1. The overall importance of exports in GDP.Â (Caution: Erin Weir and others have noted this is a misleading indicator of trade-intensity, since it does not adjust for the import content of exports; but it is nevertheless a handy aggregate indicator of trends in trade-intensity over time.) This measure stagnated during the tight-money 1980s, grew dramatically after the FTA (as expected), then counter-intuitively began to decline with the advent of the petro-era. Gross export intensity, perversely, is now not much higher than when the FTA was being negotiated. This certainly gives the lie to the assumption that “globalization” is all about “trade.”Â In fact, globalization (as incarnated in NAFTA-like trade deals, anyway) is about something very different.
2. Aggregate productivity in the business sector, measured in real outpupt per hour of work, relative to the U.S. This is a shocking graph, first published by Andrew Sharpe’s Centre for the Study of Living Standards (see his Table 6 here).Â International comparisons of productivity levels are rare (due to methodological difficulties in comparing value-added across currencies, and other data challenges). Canada converged rapidly with the U.S. during the post-war era, driven by rapid investment, sectoral change (the growth of high-value manufacturing, in particular), and a growing public sector.Â By 1985, we were no longer “poor northern cousins,” producing at about 95% of U.S. levels.Â That convergence has dramaticlaly reversed, despite America’s many problems in the intervening years.Â We’re back to 70% of U.S. levels, and still falling.Â The growing importance of non-renewable resource extraction, the contraction of manufacturing, and the growth of non-traded low-productivity sectors are the key drivers.Â This is a damning refutation of the assumption made by pro-FTA economists that continental integration would automatically harmonize productivity levels; in fact, integration (and Canada’s consequent pigeon-holing as resource producer) has had exactly the opposite effect.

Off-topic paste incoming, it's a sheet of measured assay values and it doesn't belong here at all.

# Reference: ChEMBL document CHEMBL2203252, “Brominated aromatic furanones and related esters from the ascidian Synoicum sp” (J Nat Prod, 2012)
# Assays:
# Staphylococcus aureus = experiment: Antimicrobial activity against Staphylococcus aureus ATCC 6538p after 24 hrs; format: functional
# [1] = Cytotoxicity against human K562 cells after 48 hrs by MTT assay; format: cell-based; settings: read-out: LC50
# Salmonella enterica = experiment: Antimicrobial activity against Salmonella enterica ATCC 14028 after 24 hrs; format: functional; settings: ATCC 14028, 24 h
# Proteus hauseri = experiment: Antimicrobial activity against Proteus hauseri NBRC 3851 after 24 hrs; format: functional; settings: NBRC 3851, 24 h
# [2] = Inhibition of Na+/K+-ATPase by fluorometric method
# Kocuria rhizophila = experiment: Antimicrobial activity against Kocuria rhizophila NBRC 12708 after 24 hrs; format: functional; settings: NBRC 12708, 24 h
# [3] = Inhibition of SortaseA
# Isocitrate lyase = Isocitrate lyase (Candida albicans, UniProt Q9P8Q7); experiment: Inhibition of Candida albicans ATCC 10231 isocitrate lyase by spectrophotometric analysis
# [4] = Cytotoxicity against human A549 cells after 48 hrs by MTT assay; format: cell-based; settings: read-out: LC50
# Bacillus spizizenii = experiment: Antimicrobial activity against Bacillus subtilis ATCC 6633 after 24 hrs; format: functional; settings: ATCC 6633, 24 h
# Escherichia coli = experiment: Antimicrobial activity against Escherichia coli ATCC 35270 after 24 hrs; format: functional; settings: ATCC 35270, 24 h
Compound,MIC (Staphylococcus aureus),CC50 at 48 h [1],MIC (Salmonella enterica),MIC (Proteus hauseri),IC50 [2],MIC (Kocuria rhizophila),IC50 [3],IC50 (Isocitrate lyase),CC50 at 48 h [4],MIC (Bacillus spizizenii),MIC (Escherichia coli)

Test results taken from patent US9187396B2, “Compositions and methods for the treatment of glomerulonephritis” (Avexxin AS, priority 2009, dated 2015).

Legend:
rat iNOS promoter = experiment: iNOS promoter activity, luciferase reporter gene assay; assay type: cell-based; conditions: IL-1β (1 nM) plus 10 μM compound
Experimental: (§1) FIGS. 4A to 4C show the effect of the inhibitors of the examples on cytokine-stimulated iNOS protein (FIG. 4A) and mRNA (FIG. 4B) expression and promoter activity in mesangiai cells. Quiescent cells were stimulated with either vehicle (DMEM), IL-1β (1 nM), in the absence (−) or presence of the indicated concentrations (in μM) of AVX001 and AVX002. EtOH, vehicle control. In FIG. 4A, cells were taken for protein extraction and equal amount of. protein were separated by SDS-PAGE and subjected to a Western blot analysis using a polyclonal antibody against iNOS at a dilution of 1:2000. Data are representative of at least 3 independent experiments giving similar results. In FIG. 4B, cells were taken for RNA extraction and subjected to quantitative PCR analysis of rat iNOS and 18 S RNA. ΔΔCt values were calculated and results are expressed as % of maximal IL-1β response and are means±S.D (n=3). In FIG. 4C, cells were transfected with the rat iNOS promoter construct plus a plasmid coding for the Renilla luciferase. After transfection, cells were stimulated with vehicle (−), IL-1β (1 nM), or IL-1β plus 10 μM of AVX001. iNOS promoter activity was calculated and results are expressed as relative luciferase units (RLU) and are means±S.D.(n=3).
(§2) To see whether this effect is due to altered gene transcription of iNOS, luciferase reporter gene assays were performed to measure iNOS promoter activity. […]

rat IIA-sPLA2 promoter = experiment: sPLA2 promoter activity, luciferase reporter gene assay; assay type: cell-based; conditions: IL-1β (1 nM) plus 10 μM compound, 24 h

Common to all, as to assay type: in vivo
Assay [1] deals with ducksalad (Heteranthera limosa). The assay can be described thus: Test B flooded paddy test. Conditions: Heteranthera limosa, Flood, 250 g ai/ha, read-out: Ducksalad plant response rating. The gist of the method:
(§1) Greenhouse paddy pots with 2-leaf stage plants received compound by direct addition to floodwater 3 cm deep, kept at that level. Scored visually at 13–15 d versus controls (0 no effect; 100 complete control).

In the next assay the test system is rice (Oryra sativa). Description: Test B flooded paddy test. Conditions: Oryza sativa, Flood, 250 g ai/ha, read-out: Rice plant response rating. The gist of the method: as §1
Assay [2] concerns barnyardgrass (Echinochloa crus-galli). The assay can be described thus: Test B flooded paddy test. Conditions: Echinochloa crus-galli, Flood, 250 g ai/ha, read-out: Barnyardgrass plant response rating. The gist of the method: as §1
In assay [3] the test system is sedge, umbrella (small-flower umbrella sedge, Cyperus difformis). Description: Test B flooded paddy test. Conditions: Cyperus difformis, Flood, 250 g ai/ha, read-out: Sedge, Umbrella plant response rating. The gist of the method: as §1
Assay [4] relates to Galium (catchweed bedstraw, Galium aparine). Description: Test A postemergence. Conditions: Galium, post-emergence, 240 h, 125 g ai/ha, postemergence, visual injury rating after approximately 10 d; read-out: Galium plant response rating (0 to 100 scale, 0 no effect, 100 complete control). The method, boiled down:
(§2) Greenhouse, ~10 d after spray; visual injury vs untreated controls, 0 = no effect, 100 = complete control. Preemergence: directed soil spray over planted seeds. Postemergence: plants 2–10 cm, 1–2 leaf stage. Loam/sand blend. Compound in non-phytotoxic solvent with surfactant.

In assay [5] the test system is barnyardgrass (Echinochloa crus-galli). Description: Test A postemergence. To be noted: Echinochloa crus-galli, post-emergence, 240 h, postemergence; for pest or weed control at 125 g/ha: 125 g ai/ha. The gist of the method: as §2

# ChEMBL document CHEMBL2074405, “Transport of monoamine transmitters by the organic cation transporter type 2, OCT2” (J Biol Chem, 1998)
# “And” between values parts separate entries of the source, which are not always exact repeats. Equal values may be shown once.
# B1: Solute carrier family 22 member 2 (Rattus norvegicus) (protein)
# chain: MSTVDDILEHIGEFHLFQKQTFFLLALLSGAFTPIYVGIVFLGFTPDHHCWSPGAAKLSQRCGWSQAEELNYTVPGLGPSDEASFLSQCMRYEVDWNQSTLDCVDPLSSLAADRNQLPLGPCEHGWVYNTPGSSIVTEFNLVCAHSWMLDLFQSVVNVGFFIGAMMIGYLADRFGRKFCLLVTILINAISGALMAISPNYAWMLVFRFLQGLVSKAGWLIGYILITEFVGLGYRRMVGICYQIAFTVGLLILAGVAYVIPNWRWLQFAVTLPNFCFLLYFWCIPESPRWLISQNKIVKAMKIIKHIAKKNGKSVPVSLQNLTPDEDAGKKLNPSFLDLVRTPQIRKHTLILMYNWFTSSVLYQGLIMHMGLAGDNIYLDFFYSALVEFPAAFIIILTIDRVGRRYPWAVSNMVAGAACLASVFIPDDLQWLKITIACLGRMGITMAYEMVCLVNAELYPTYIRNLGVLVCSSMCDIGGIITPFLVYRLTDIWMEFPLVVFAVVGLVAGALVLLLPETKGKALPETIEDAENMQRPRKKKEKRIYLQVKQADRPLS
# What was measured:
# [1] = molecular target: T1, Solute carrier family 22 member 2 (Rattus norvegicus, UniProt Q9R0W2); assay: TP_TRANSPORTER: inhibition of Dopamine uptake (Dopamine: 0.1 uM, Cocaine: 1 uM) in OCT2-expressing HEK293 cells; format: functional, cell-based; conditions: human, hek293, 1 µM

3. In the public sector, all three of my key dimensions of neoliberal transition have contributed to a retrenchment and refocussing of state activity.Â Neoliberalism does not necessarily imply a smaller state; its main goal is to reorient state activity in a manner that reinforces business power (collecting less taxes from corporations and the high-income individuals who own them; delivering more services that help business, like training and infrastructure; and providing less services that undermine business power, like income supports for working-age people). In Canada’s case, those have all occurred, but in the context of a general downsizing of state activity that is among the more dramatic in the capitalist world.Â Initially, the cold shock of monetarism meant higher state spending (back when most unemployed people could actually qualify for unemployment insurance).Â That changed beginning in the 1990s when the social welfare system was forcibly harmonized to fit better with the bitter new macroeconomic reality.Â Government spending as a share of GDP has declined by 10 points since 1993, and is now nearly harmonized with the U.S.Â FTA critics predicted that continental harmonization would inevitably lead to a form of social harmonization, and in aggregate this has been true — not because of provisions written into a trade deal, but because of the general economic and political forces which neoliberalism (including free trade) has unleashed.Â (Despite this general harmonization in the scale of public sector activity, of course, there are still important differences in social policies between Canada and the U.S. that we must fight to protect.)